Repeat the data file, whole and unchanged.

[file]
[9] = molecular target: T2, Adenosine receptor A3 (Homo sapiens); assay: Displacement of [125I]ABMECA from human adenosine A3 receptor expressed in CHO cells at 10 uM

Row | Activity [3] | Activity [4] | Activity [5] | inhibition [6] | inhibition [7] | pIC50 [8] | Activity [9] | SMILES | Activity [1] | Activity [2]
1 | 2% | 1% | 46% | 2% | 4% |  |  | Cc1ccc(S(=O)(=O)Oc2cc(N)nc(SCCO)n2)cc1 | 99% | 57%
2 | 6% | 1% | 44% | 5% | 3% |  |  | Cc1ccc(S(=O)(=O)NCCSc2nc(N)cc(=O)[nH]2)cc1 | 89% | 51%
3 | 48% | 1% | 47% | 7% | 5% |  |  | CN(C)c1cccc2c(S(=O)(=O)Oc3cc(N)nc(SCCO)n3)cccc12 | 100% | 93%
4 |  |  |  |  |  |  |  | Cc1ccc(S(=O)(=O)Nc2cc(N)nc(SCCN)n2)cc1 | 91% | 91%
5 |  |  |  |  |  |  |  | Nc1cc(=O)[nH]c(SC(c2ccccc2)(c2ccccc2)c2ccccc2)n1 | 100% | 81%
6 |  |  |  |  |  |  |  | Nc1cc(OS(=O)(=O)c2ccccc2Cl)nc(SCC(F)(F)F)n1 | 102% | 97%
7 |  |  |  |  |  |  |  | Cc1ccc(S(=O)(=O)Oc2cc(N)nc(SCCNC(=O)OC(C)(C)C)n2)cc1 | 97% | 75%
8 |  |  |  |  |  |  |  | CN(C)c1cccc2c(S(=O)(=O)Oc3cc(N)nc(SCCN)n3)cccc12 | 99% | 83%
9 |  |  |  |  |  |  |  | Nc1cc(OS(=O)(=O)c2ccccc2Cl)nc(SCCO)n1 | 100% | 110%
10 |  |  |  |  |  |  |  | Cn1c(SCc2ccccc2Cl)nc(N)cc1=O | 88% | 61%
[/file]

[9] = molecular target: T2, Adenosine receptor A3 (Homo sapiens); assay: Displacement of [125I]ABMECA from human adenosine A3 receptor expressed in CHO cells at 10 uM

Row | Activity [3] | Activity [4] | Activity [5] | inhibition [6] | inhibition [7] | pIC50 [8] | Activity [9] | SMILES | Activity [1] | Activity [2]
1 | 2% | 1% | 46% | 2% | 4% |  |  | Cc1ccc(S(=O)(=O)Oc2cc(N)nc(SCCO)n2)cc1 | 99% | 57%
2 | 6% | 1% | 44% | 5% | 3% |  |  | Cc1ccc(S(=O)(=O)NCCSc2nc(N)cc(=O)[nH]2)cc1 | 89% | 51%
3 | 48% | 1% | 47% | 7% | 5% |  |  | CN(C)c1cccc2c(S(=O)(=O)Oc3cc(N)nc(SCCO)n3)cccc12 | 100% | 93%
4 |  |  |  |  |  |  |  | Cc1ccc(S(=O)(=O)Nc2cc(N)nc(SCCN)n2)cc1 | 91% | 91%
5 |  |  |  |  |  |  |  | Nc1cc(=O)[nH]c(SC(c2ccccc2)(c2ccccc2)c2ccccc2)n1 | 100% | 81%
6 |  |  |  |  |  |  |  | Nc1cc(OS(=O)(=O)c2ccccc2Cl)nc(SCC(F)(F)F)n1 | 102% | 97%
7 |  |  |  |  |  |  |  | Cc1ccc(S(=O)(=O)Oc2cc(N)nc(SCCNC(=O)OC(C)(C)C)n2)cc1 | 97% | 75%
8 |  |  |  |  |  |  |  | CN(C)c1cccc2c(S(=O)(=O)Oc3cc(N)nc(SCCN)n3)cccc12 | 99% | 83%
9 |  |  |  |  |  |  |  | Nc1cc(OS(=O)(=O)c2ccccc2Cl)nc(SCCO)n1 | 100% | 110%
10 |  |  |  |  |  |  |  | Cn1c(SCc2ccccc2Cl)nc(N)cc1=O | 88% | 61%